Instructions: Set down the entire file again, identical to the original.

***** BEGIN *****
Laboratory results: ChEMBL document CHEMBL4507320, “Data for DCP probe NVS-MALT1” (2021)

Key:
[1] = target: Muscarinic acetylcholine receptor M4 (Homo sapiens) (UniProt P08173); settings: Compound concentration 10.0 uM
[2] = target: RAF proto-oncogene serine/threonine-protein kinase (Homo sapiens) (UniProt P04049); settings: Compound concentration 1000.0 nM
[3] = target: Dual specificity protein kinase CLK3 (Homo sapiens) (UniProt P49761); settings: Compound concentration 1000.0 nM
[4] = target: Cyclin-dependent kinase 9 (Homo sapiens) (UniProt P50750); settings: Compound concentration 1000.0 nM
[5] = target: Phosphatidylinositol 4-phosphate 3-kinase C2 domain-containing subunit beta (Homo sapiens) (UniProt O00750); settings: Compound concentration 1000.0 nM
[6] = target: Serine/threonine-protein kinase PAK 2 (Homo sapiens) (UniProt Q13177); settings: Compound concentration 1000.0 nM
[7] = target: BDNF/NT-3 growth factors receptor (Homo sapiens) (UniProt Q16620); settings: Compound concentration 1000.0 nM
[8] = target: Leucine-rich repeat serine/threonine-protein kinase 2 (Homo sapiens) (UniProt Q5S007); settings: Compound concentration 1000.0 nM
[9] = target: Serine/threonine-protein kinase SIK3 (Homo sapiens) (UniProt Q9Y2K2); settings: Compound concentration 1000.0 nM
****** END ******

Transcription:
Laboratory results: ChEMBL document CHEMBL4507320, “Data for DCP probe NVS-MALT1” (2021)

Key:
[1] = target: Muscarinic acetylcholine receptor M4 (Homo sapiens) (UniProt P08173); settings: Compound concentration 10.0 uM
[2] = target: RAF proto-oncogene serine/threonine-protein kinase (Homo sapiens) (UniProt P04049); settings: Compound concentration 1000.0 nM
[3] = target: Dual specificity protein kinase CLK3 (Homo sapiens) (UniProt P49761); settings: Compound concentration 1000.0 nM
[4] = target: Cyclin-dependent kinase 9 (Homo sapiens) (UniProt P50750); settings: Compound concentration 1000.0 nM
[5] = target: Phosphatidylinositol 4-phosphate 3-kinase C2 domain-containing subunit beta (Homo sapiens) (UniProt O00750); settings: Compound concentration 1000.0 nM
[6] = target: Serine/threonine-protein kinase PAK 2 (Homo sapiens) (UniProt Q13177); settings: Compound concentration 1000.0 nM
[7] = target: BDNF/NT-3 growth factors receptor (Homo sapiens) (UniProt Q16620); settings: Compound concentration 1000.0 nM
[8] = target: Leucine-rich repeat serine/threonine-protein kinase 2 (Homo sapiens) (UniProt Q5S007); settings: Compound concentration 1000.0 nM
[9] = target: Serine/threonine-protein kinase SIK3 (Homo sapiens) (UniProt Q9Y2K2); settings: Compound concentration 1000.0 nM